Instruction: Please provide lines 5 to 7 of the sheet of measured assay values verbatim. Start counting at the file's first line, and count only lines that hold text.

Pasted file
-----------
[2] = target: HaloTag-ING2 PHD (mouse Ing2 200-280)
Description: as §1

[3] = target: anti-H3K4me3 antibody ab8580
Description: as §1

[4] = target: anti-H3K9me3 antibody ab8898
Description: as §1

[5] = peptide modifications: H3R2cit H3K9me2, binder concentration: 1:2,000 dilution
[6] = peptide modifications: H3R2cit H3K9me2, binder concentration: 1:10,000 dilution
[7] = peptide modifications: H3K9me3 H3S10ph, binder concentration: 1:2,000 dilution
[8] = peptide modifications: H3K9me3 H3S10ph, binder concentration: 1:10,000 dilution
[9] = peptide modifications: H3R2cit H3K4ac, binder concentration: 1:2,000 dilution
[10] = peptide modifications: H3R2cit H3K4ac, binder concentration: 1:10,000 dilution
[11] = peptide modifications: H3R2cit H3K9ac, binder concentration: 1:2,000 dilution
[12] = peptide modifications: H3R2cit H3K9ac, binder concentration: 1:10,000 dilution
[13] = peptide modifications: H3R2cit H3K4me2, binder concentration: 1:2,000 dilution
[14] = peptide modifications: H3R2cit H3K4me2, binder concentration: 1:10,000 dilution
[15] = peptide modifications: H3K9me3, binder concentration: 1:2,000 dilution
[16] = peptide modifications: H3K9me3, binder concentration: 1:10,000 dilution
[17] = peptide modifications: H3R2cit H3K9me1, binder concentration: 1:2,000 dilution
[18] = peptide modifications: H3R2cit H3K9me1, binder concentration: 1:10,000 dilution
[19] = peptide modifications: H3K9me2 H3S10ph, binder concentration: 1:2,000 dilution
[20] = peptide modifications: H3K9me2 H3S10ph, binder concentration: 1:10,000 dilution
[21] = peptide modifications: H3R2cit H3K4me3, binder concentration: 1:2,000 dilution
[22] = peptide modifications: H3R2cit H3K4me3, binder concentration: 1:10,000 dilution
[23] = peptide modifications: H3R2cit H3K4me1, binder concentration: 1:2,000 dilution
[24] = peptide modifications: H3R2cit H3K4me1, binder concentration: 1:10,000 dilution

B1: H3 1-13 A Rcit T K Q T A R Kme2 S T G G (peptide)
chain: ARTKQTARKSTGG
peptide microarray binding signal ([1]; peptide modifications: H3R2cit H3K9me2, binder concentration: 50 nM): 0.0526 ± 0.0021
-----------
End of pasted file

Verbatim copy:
[4] = target: anti-H3K9me3 antibody ab8898
Description: as §1

[5] = peptide modifications: H3R2cit H3K9me2, binder concentration: 1:2,000 dilution